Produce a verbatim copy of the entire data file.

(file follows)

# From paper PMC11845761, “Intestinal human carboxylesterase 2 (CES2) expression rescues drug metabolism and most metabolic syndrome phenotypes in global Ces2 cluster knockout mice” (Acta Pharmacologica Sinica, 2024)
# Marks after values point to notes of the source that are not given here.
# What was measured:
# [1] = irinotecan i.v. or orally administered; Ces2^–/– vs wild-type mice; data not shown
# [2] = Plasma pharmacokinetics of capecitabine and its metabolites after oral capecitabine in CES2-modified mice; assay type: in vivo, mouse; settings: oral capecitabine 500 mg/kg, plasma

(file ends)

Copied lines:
# From paper PMC11845761, “Intestinal human carboxylesterase 2 (CES2) expression rescues drug metabolism and most metabolic syndrome phenotypes in global Ces2 cluster knockout mice” (Acta Pharmacologica Sinica, 2024)
# Marks after values point to notes of the source that are not given here.
# What was measured:
# [1] = irinotecan i.v. or orally administered; Ces2^–/– vs wild-type mice; data not shown
# [2] = Plasma pharmacokinetics of capecitabine and its metabolites after oral capecitabine in CES2-modified mice; assay type: in vivo, mouse; settings: oral capecitabine 500 mg/kg, plasma